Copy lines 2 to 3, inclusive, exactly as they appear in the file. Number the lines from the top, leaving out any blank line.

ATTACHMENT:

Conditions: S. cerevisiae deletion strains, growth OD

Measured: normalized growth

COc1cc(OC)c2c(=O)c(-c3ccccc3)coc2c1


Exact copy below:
Measured: normalized growth

COc1cc(OC)c2c(=O)c(-c3ccccc3)coc2c1